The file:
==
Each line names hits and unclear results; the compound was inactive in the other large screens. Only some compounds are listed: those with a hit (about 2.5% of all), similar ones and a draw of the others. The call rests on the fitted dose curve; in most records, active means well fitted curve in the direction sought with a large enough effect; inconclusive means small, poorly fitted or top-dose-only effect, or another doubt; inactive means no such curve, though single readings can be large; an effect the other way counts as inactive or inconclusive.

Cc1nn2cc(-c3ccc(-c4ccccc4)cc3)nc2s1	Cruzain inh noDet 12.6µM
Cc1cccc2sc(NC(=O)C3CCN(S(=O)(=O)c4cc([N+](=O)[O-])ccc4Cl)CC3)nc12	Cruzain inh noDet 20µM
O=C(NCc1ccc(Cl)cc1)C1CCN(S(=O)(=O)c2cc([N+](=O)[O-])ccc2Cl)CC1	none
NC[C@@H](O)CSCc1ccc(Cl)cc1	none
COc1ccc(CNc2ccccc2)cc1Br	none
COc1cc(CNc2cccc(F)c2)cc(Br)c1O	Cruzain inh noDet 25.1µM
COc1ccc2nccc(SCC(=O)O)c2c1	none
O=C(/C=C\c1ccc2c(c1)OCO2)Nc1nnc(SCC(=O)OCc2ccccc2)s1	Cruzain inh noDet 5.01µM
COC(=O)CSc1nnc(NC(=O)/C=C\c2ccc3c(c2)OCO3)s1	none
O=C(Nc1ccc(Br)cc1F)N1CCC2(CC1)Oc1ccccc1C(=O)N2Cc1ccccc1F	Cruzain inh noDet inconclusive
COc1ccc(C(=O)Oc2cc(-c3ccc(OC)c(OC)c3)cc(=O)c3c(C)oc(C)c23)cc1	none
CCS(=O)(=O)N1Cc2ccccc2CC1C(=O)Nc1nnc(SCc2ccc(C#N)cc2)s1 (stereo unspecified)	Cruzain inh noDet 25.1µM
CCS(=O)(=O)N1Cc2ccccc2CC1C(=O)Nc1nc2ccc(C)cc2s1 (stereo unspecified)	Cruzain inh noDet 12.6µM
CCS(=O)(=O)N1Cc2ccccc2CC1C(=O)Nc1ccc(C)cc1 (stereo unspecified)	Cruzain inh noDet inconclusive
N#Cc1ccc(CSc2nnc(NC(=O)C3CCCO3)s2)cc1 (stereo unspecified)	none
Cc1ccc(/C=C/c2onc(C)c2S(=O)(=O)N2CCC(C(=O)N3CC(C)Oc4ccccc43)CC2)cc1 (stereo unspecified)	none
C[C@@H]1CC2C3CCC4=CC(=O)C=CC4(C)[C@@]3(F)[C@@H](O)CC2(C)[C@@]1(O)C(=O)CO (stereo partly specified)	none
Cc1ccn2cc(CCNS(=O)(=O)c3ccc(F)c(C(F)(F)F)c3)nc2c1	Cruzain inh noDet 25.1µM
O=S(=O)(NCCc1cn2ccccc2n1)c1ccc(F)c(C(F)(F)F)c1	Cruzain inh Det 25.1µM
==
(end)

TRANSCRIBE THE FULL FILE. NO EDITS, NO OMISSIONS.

Each line names hits and unclear results; the compound was inactive in the other large screens. Only some compounds are listed: those with a hit (about 2.5% of all), similar ones and a draw of the others. The call rests on the fitted dose curve; in most records, active means well fitted curve in the direction sought with a large enough effect; inconclusive means small, poorly fitted or top-dose-only effect, or another doubt; inactive means no such curve, though single readings can be large; an effect the other way counts as inactive or inconclusive.

Cc1nn2cc(-c3ccc(-c4ccccc4)cc3)nc2s1	Cruzain inh noDet 12.6µM
Cc1cccc2sc(NC(=O)C3CCN(S(=O)(=O)c4cc([N+](=O)[O-])ccc4Cl)CC3)nc12	Cruzain inh noDet 20µM
O=C(NCc1ccc(Cl)cc1)C1CCN(S(=O)(=O)c2cc([N+](=O)[O-])ccc2Cl)CC1	none
NC[C@@H](O)CSCc1ccc(Cl)cc1	none
COc1ccc(CNc2ccccc2)cc1Br	none
COc1cc(CNc2cccc(F)c2)cc(Br)c1O	Cruzain inh noDet 25.1µM
COc1ccc2nccc(SCC(=O)O)c2c1	none
O=C(/C=C\c1ccc2c(c1)OCO2)Nc1nnc(SCC(=O)OCc2ccccc2)s1	Cruzain inh noDet 5.01µM
COC(=O)CSc1nnc(NC(=O)/C=C\c2ccc3c(c2)OCO3)s1	none
O=C(Nc1ccc(Br)cc1F)N1CCC2(CC1)Oc1ccccc1C(=O)N2Cc1ccccc1F	Cruzain inh noDet inconclusive
COc1ccc(C(=O)Oc2cc(-c3ccc(OC)c(OC)c3)cc(=O)c3c(C)oc(C)c23)cc1	none
CCS(=O)(=O)N1Cc2ccccc2CC1C(=O)Nc1nnc(SCc2ccc(C#N)cc2)s1 (stereo unspecified)	Cruzain inh noDet 25.1µM
CCS(=O)(=O)N1Cc2ccccc2CC1C(=O)Nc1nc2ccc(C)cc2s1 (stereo unspecified)	Cruzain inh noDet 12.6µM
CCS(=O)(=O)N1Cc2ccccc2CC1C(=O)Nc1ccc(C)cc1 (stereo unspecified)	Cruzain inh noDet inconclusive
N#Cc1ccc(CSc2nnc(NC(=O)C3CCCO3)s2)cc1 (stereo unspecified)	none
Cc1ccc(/C=C/c2onc(C)c2S(=O)(=O)N2CCC(C(=O)N3CC(C)Oc4ccccc43)CC2)cc1 (stereo unspecified)	none
C[C@@H]1CC2C3CCC4=CC(=O)C=CC4(C)[C@@]3(F)[C@@H](O)CC2(C)[C@@]1(O)C(=O)CO (stereo partly specified)	none
Cc1ccn2cc(CCNS(=O)(=O)c3ccc(F)c(C(F)(F)F)c3)nc2c1	Cruzain inh noDet 25.1µM
O=S(=O)(NCCc1cn2ccccc2n1)c1ccc(F)c(C(F)(F)F)c1	Cruzain inh Det 25.1µM